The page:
Visual saliency is the propensity of a part of the scene to attract attention. Computational modeling of visual saliency has become an important research problem in recent years, with applications in quality assessment, compression, object tracking, and so on. While most saliency estimation models for dynamic scenes operate on raw video, their high computational complexity is a serious drawback when it comes to practical applications. Our approach for decreasing the complexity and memory requirements is to avoid decoding the compressed bitstream as much as possible. Since most modern cameras incorporate video encoders, this paves the way for in-camera saliency estimation, which could be useful in a variety of computer vision applications. In this dissertation we present compressed-domain features that are highly indicative of saliency in natural video. Using these features, we construct two simple and eﬀective saliency estimation models for compressed video. The proposed models have been extensively tested on two ground truth datasets using several accuracy metrics, and shown to yield considerable improvement over several state-of-the-art compressed-domain and pixel-domain saliency models. Another contribution is a tracking algorithm that also uses only compressed-domain information to isolate moving regions and estimate their trajectories. The algorithm has been tested on a number of standard sequences, and the results demonstrate its advantages over state-of-the-art for compressed-domain tracking and segmentation, with over 30% improvement in F-measure.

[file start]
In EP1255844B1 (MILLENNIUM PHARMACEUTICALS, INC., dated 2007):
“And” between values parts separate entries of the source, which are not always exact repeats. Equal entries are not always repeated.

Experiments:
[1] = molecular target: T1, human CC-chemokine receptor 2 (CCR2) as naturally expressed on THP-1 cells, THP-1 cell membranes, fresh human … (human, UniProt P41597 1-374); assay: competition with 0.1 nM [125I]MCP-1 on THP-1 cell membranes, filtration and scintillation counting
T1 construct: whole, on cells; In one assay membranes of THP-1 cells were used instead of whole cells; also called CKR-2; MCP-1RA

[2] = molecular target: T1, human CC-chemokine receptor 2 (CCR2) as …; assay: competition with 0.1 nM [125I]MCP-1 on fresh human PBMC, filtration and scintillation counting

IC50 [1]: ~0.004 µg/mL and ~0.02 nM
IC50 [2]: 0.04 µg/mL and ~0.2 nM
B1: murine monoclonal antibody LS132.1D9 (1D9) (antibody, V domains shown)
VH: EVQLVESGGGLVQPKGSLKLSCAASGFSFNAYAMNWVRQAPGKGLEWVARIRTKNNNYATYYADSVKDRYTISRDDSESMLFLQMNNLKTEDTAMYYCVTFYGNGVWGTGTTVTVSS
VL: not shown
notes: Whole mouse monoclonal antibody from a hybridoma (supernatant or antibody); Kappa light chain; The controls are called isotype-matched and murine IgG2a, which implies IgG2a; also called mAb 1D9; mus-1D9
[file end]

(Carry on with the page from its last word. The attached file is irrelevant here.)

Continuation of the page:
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Thesis advisor: Bajic, Ivan V.
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